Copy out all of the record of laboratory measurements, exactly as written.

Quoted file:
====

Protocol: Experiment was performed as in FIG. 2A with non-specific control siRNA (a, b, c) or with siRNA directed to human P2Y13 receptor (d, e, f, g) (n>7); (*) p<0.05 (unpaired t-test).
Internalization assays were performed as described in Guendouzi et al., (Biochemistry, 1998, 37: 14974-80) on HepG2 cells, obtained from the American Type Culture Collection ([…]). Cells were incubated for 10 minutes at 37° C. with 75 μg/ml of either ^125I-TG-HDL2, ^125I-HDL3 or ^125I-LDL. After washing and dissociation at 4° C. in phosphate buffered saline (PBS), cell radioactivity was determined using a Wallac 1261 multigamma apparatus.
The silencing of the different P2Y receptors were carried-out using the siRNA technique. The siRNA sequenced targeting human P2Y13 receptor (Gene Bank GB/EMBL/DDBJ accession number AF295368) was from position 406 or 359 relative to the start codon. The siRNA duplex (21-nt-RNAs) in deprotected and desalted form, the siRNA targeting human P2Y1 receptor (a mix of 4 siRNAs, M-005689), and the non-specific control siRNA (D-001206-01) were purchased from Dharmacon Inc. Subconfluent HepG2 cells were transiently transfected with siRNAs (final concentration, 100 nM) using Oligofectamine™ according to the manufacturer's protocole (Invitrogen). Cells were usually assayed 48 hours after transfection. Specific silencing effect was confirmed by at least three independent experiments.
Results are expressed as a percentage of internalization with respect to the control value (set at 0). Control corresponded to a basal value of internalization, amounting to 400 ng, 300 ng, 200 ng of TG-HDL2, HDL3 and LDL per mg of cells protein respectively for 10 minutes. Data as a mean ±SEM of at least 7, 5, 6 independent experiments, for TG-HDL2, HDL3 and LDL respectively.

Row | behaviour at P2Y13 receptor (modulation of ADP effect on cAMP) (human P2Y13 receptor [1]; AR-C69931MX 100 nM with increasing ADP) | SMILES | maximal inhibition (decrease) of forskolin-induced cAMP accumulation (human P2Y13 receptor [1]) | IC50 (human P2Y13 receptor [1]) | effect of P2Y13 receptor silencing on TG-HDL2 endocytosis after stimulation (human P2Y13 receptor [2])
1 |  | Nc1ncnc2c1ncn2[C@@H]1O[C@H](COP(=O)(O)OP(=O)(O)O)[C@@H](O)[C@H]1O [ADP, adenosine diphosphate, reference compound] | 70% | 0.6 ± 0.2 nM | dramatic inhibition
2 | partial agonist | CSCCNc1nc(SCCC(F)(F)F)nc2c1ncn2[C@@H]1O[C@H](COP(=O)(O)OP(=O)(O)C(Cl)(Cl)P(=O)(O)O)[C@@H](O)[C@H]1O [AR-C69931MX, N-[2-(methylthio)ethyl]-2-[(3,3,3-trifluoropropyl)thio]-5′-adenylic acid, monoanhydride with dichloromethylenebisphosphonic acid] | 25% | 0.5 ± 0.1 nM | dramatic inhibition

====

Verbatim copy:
Protocol: Experiment was performed as in FIG. 2A with non-specific control siRNA (a, b, c) or with siRNA directed to human P2Y13 receptor (d, e, f, g) (n>7); (*) p<0.05 (unpaired t-test).
Internalization assays were performed as described in Guendouzi et al., (Biochemistry, 1998, 37: 14974-80) on HepG2 cells, obtained from the American Type Culture Collection ([…]). Cells were incubated for 10 minutes at 37° C. with 75 μg/ml of either ^125I-TG-HDL2, ^125I-HDL3 or ^125I-LDL. After washing and dissociation at 4° C. in phosphate buffered saline (PBS), cell radioactivity was determined using a Wallac 1261 multigamma apparatus.
The silencing of the different P2Y receptors were carried-out using the siRNA technique. The siRNA sequenced targeting human P2Y13 receptor (Gene Bank GB/EMBL/DDBJ accession number AF295368) was from position 406 or 359 relative to the start codon. The siRNA duplex (21-nt-RNAs) in deprotected and desalted form, the siRNA targeting human P2Y1 receptor (a mix of 4 siRNAs, M-005689), and the non-specific control siRNA (D-001206-01) were purchased from Dharmacon Inc. Subconfluent HepG2 cells were transiently transfected with siRNAs (final concentration, 100 nM) using Oligofectamine™ according to the manufacturer's protocole (Invitrogen). Cells were usually assayed 48 hours after transfection. Specific silencing effect was confirmed by at least three independent experiments.
Results are expressed as a percentage of internalization with respect to the control value (set at 0). Control corresponded to a basal value of internalization, amounting to 400 ng, 300 ng, 200 ng of TG-HDL2, HDL3 and LDL per mg of cells protein respectively for 10 minutes. Data as a mean ±SEM of at least 7, 5, 6 independent experiments, for TG-HDL2, HDL3 and LDL respectively.

Row | behaviour at P2Y13 receptor (modulation of ADP effect on cAMP) (human P2Y13 receptor [1]; AR-C69931MX 100 nM with increasing ADP) | SMILES | maximal inhibition (decrease) of forskolin-induced cAMP accumulation (human P2Y13 receptor [1]) | IC50 (human P2Y13 receptor [1]) | effect of P2Y13 receptor silencing on TG-HDL2 endocytosis after stimulation (human P2Y13 receptor [2])
1 |  | Nc1ncnc2c1ncn2[C@@H]1O[C@H](COP(=O)(O)OP(=O)(O)O)[C@@H](O)[C@H]1O [ADP, adenosine diphosphate, reference compound] | 70% | 0.6 ± 0.2 nM | dramatic inhibition
2 | partial agonist | CSCCNc1nc(SCCC(F)(F)F)nc2c1ncn2[C@@H]1O[C@H](COP(=O)(O)OP(=O)(O)C(Cl)(Cl)P(=O)(O)O)[C@@H](O)[C@H]1O [AR-C69931MX, N-[2-(methylthio)ethyl]-2-[(3,3,3-trifluoropropyl)thio]-5′-adenylic acid, monoanhydride with dichloromethylenebisphosphonic acid] | 25% | 0.5 ± 0.1 nM | dramatic inhibition